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From Wikipedia, the free encyclopedia
Group of Berber tribes.
LanguageChelha (Berber language)
ReligionIslam (predominantly)

The Masmuda (Arabic: المصمودة, Berber: ⵉⵎⵙⵎⵓⴷⵏ[1]) is a Berber tribal confederation of Morocco and one of the largest in the Maghreb, along with the Zenata and the Sanhaja.[2] Today, the Masmuda confederacy largely corresponds to the speakers of the Shilha (Tachelhit) Berber variety, whereas other clans, such as Regraga have adopted Arabic.[citation needed]


The Masmuda settled large parts of Morocco, and were largely sedentary and practised agriculture. The residence of the Masmuda aristocracy was Aghmat in the High Atlas mountains. From the 10th century the Berber tribes of the Sanhaja and Zanata groups invaded the lands of the Masmuda, followed from the 12th century onwards by Arab Bedouins (see Banu Hilal).

Ibn Tumart united the Masmuda tribes at the beginning of the 12th century and founded the Almohad movement, which subsequently unified the whole of the Maghreb and Andalusia.[3] After the downfall of the Almohads, however, the particularism of the Masmuda peoples prevailed once more, as a result of which they lost their political significance.

By the 16th century, due to the occupation of many of their former lands by the Banu Hilal and the Banu Ma'qil, the Masmuda were mostly restricted to the more mountainous regions of their former domains.[4]


Prior to the arrival of the Banu Hilal in the late 12th century, the Masmuda were divided largely into three groups: the Ghumara in the north, the Barghawata in the central part of Morocco, and the Masmuda proper in the south.[4]

The anonymous author of the Kitāb Mafāk̲h̲ir al-Barbar (roughly translates as "The Book of the Glories of the Berbers"), a work compiled in 1312,[5] lists the sub-tribes of the Masmuda as: Haha, Regraga, Warika (Ourika), Hazmira, Gadmiwa, Henfisa, Hezerga, Doukkala, Hintata, Maghous, and Tehlawa.[6]

In the north, the Masmuda were generally part of the Ghumara, along with two smaller tribes mentioned by the 11th-century writer al-Bakri: the Aṣṣada, settled between Ksar el-Kebir and Ouazzane, and another tribe settled near Ceuta.[4]

In the south, they were divided widely into two groups: the Masmuda of the plains (north of the Atlas mountains) and the Masmuda of the mountains. In the plains, the main groups were: the Dukkala, the Banu Magir, the Hazmira, the Ragraga, and the Haḥa.[4] The Masmuda of the mountains occupied the High Atlas and the Anti-Atlas mountain regions. In the High Atlas mountains, from east to west, the main groups were: the Glawa, the Haylana (or Aylana), the Warika (or Ourika), the Hazraja, the Aṣṣadan (including the Maṣfiwa, the Maghous, and the Dughagha or Banu Daghugh tribes), the Hintata (including the Ghayghaya tribe), the people of Tinmal, the Ṣawda (or Zawda), the Gadmiwa, and the Ganfīsa (including the Saksawa or Saksiwa),Banu Wawazgit (tifnoute).[4] In the Anti-Atlas and Sous regions, the Masmuda tribes included: the Saktana, and the Hargha. Other tribes are mentioned by the 12th-century writer al-Idrisi, but their names are difficult to decipher in existing manuscripts.[4]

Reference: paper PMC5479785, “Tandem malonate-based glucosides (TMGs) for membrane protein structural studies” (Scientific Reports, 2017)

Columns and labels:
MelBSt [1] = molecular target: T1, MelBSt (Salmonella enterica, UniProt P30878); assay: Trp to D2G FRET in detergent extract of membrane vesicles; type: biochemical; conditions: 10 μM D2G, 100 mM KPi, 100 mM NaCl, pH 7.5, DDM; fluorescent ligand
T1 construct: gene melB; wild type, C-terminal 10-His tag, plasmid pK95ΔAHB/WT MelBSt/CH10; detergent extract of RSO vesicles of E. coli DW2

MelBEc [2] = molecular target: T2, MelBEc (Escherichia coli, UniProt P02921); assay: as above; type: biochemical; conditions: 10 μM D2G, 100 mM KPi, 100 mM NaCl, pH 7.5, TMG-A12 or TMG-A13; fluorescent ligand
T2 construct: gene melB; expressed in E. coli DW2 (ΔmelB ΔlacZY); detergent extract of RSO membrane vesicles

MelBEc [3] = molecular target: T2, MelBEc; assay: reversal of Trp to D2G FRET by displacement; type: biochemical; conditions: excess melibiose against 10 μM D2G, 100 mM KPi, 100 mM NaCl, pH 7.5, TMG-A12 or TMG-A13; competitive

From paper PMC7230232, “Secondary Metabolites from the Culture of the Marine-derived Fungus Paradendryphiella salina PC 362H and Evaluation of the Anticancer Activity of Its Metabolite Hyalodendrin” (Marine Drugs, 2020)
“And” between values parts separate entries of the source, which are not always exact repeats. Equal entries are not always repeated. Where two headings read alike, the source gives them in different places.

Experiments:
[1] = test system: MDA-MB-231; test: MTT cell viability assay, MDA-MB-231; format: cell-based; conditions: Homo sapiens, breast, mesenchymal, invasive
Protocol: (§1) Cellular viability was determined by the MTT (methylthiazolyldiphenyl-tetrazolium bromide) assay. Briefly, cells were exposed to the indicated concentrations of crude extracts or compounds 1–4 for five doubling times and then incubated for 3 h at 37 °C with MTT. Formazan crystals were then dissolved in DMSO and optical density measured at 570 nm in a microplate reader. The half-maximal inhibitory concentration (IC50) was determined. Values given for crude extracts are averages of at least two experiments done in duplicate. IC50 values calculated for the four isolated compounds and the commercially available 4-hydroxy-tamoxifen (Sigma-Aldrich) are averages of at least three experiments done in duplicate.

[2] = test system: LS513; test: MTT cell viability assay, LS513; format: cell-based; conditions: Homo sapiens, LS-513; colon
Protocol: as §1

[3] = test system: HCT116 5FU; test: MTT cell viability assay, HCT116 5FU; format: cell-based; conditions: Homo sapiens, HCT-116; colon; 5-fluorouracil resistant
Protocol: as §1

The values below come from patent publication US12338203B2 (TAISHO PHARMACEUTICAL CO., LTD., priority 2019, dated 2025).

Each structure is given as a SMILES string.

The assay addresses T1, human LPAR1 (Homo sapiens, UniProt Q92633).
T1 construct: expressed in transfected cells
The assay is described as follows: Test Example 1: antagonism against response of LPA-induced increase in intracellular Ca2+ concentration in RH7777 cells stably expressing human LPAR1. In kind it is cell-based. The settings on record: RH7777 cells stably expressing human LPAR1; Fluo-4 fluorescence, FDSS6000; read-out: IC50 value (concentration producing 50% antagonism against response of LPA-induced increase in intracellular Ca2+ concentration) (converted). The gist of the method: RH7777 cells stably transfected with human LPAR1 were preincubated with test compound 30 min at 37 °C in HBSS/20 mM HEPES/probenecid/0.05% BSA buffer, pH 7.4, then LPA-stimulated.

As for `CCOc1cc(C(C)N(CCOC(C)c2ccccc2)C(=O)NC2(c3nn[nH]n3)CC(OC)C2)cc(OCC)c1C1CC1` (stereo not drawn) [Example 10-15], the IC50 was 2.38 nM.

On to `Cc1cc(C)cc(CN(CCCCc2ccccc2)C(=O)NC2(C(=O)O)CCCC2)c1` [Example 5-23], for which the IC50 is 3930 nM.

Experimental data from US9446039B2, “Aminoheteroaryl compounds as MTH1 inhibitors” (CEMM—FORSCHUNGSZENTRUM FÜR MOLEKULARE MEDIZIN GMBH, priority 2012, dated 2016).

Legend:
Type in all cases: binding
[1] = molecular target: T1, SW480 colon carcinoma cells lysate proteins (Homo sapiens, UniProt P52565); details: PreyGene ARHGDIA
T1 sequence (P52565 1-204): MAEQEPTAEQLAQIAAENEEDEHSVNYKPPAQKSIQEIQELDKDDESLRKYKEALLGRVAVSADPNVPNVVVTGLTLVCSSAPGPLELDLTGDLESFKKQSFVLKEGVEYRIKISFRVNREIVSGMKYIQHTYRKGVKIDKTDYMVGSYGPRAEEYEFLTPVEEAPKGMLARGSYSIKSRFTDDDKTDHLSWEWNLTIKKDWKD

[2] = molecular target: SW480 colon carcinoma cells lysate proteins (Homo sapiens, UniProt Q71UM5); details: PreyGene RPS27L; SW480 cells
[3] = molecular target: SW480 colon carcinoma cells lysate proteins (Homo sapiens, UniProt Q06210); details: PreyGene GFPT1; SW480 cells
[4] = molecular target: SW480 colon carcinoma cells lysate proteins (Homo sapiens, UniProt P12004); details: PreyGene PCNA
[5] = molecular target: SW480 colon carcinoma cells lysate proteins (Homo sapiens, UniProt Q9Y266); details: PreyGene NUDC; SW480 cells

According to Ibn Khaldun, the Haskura or Hasakira group, who were ultimately of Sanhaja origin and also settled in the Atlas mountains, were often associated with Masmuda due to their support of the Almohad cause. Their main tribes were the Zamrawa, the Mughrana, the Garnana, the Ghujdama, the Faṭwaka, the Maṣṭawa, the Hultana, and the Hantifa.[4]


  1. ^ Múrcia, Carles; Sànchez, Carles Múrcia (2021). Gramàtica amaziga: Estàndard del diasistema amazic septentrional. ISBN 9788491686583.
  2. ^ Nelson, Harold D. (1985). Morocco, a country study. Area handbook series. Washington, D.C.: The American University. p. 14.
  3. ^ Nelson 19-20
  4. ^ a b c d e f g Colin, G.S. (1991). "Maṣmūda". In Bosworth, C. E.; van Donzel, E. & Pellat, Ch. (eds.). The Encyclopaedia of Islam, Second Edition. Volume VI: Mahk–Mid. Leiden: E. J. Brill. pp. 741–744. ISBN 978-90-04-08112-3.
  5. ^ Bearman, P.; Bianquis, Th.; Bosworth, C.E.; van Donzel, E.; Heinrichs, W.P., eds. (2012). "Kitāb Mafāk̲h̲ir al-Barbar". Encyclopaedia of Islam, Second Edition (online ed.). Brill. ISBN 9789004161214.
  6. ^ unknown (2005) [1312]. مفاخر البربر [The Glories of the Berbers] (in Arabic). Morocco: دار أبي رقراق للطباعة والنشر. p. 172. ISBN 978-9954-423-46-2.{{cite book}}: CS1 maint: date and year (link)

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